Happy Easter

I don’t know how many people will be in town to read this column as I am sure the beaches from Luzon, Visayas and Mindanao will be full of people especially in Boracay. Almost everyone will probably out of town focusing more on the three R’s (relaxation, recreation and reflection) and would probably return to their homes and daily routines at the end of Holy Week. This is why I would prefer to greet you on the day when you might probably have the chance to read this column, which is on Easter Sunday.

I normally hear mass in Urdaneta and sit in front so as not to be distracted. The sermon I heard during mass was basically a well-written pastoral letter. The letter talked about a timely topic for all Filipinos which is to reflect on the changes that really need to happen in order for our country to move forward. While a number of Filipinos want to remove PGMA for corruption, I always tell them that every Filipino has the right to due process. The proper venue for all these investigations is the courts. The pastoral letter calls on everyone to reflect on how corruption has been part of the whole system. We have lived with it for so many generations and if we really want to eradicate corruption, one has to look at our values system. The temptation to corrupt has always been there and this is why you see the tax amnesty coming back every now and then. The pastoral letter also talked about corruption that has gone down to local government and how we can get rid of it. We need to look at the system that brings greater temptation and correct it. This is not to say that this is all what is needed to get it done since the people that are part of the system are also important. We also need to elect good leaders and people who have high moral values. If you put people in the wrong system, it takes a person with high moral values to not be sucked into the wrong system. We need to elect good people who are capable and we need a good system that prevents corruption.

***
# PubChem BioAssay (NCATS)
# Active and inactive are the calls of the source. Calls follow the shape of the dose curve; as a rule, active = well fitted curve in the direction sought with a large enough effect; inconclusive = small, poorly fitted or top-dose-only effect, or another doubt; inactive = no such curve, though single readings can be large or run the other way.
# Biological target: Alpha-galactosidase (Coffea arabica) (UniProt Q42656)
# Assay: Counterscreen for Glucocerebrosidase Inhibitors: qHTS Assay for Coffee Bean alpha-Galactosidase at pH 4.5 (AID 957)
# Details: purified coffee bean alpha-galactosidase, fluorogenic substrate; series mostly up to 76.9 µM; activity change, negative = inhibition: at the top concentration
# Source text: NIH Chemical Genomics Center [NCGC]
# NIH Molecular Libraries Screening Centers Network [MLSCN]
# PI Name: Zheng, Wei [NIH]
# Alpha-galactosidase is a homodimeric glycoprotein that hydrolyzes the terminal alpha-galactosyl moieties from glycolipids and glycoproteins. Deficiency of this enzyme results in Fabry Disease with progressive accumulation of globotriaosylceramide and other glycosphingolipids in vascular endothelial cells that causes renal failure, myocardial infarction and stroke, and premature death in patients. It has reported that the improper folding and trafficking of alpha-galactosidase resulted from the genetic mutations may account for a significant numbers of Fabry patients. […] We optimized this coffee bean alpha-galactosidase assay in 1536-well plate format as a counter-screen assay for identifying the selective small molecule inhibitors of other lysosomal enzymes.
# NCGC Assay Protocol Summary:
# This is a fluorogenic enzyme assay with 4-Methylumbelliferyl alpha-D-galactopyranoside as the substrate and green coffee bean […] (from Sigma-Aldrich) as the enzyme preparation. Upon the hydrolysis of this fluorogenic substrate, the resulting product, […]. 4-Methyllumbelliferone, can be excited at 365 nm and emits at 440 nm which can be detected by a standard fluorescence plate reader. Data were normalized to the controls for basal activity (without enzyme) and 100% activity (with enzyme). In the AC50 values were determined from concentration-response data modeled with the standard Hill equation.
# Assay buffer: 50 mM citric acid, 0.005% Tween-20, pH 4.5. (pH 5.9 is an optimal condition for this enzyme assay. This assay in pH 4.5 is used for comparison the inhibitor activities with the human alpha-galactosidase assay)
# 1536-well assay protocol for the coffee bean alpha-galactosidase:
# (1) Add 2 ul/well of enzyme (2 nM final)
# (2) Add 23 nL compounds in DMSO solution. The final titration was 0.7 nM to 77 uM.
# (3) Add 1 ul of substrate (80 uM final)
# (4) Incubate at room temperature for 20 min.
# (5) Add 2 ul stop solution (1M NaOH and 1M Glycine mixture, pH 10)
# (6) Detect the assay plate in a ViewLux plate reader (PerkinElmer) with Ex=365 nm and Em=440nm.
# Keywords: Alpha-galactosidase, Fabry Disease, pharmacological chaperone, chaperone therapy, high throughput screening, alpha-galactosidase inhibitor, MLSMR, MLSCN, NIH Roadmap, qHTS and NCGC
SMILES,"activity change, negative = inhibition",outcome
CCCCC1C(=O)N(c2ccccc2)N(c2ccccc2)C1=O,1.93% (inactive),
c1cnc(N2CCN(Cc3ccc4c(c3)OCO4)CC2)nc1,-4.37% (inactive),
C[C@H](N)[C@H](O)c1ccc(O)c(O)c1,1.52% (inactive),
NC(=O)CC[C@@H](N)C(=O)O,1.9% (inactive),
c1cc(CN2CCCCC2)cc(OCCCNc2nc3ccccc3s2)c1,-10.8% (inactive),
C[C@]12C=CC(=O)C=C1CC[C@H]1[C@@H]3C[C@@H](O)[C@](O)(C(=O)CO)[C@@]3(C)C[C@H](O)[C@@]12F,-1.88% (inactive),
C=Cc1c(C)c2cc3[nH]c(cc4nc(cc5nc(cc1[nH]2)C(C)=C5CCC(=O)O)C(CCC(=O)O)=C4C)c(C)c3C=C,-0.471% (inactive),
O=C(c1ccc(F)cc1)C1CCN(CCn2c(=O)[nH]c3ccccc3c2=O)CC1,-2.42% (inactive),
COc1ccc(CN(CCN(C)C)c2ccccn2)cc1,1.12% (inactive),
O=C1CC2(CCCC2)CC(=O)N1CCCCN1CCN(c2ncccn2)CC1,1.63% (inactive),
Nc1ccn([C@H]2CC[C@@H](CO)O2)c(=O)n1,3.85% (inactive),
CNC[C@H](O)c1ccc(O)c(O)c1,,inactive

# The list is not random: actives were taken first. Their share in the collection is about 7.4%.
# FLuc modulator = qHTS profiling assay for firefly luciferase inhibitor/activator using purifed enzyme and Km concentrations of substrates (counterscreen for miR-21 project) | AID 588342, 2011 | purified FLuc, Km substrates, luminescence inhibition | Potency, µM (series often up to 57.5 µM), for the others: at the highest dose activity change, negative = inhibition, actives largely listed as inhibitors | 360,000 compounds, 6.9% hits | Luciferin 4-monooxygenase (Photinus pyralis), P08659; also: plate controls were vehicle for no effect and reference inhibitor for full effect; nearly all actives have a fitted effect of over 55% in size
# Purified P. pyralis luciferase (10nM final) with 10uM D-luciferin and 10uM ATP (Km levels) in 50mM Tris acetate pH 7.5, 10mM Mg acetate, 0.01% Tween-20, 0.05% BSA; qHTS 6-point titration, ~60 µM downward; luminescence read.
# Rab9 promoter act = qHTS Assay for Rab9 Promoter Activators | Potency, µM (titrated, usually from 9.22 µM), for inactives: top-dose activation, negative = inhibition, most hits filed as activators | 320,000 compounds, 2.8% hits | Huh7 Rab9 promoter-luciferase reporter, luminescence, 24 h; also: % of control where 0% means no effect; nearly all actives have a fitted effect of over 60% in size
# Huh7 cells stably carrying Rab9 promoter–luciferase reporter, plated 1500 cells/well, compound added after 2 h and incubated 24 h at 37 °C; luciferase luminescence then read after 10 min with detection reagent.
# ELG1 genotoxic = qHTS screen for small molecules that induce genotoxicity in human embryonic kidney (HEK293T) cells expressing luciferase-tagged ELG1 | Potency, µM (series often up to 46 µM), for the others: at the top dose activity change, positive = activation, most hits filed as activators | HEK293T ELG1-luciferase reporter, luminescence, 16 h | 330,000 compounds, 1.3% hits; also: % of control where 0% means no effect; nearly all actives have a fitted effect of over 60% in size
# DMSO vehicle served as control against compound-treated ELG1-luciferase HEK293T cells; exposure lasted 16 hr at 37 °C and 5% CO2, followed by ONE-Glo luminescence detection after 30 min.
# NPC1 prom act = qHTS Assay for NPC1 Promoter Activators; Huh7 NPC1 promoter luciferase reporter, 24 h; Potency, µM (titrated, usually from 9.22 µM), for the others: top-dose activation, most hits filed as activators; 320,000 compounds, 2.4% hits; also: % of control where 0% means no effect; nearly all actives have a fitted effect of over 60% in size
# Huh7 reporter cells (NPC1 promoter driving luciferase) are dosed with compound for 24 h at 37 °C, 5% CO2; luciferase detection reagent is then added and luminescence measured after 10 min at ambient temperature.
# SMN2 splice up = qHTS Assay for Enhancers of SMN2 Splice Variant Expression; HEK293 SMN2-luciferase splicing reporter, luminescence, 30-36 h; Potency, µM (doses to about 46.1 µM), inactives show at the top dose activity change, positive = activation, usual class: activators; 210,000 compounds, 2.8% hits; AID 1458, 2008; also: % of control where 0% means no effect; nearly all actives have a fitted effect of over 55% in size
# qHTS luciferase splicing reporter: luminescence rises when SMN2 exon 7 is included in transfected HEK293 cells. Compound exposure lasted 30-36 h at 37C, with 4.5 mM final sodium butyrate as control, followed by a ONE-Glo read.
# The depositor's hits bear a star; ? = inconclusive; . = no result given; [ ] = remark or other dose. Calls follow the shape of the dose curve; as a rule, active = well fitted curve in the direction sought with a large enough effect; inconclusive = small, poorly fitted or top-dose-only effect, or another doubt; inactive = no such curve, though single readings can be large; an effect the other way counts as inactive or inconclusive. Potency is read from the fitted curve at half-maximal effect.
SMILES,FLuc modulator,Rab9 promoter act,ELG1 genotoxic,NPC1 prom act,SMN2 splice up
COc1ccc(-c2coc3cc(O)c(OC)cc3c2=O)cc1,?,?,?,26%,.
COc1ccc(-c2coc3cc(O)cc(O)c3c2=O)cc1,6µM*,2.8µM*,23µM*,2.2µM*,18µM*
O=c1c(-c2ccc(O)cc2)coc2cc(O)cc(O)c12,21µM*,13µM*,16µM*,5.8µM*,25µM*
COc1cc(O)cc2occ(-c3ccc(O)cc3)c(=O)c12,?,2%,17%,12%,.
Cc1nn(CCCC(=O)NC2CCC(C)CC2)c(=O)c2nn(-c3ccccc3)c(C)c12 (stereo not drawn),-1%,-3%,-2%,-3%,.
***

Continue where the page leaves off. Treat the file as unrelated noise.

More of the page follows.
In recent weeks, I have carried the proposition in this column the idea of 2010.2016, as our way to have a lasting systemic change that will bring more stability in the country. This has become very important especially for me and some of our colleagues in the business sector if we are to make the country move forward.

What we propose in concept, which can be fine tuned by the legal luminaries of the land, is to have a 2010.2016 approach. What does it mean? It simply means proposing for the election of the concon together with the Presidential election in 2010, wherein the concon shall be tasked to review the constitution and study thoroughly the feasibility of having a shift in the form of government towards Parliamentary form. Any proposed changes shall be ratified, and the necessary implementation and election of new set of officials shall take place in 2016.

However, we all know that any talk in the past of amending the constitution invite objections and accusations on any incumbent administration that it is supposedly using that as a ploy to prolong one’s stay in power. I believe that if we remove all these concerns and focus on the rationale of reviewing the constitution and even the form of government, we could find a solution on how we can approach a more systemic change. Like entrepreneurs, if we set our minds and heart to it, we can find a better way.

Setting the longer timetable allows a more thorough review by the concon. It should also remove any doubt that any incumbent leadership is behind the move and has a vested interest on it since a clearly defined timetable is set. In fact, what I have been attempting to do in recent days is to bounce off the proposal to as many sectors as possible and even to what I can consider anti- or critical to the current government. Many groups have understood the rationale and it seems there is a good level of acceptance. They see objectivity in the process and one that cannot be used by the incumbent or whoever will win in the 2010 election as the change in the system will not apply to them.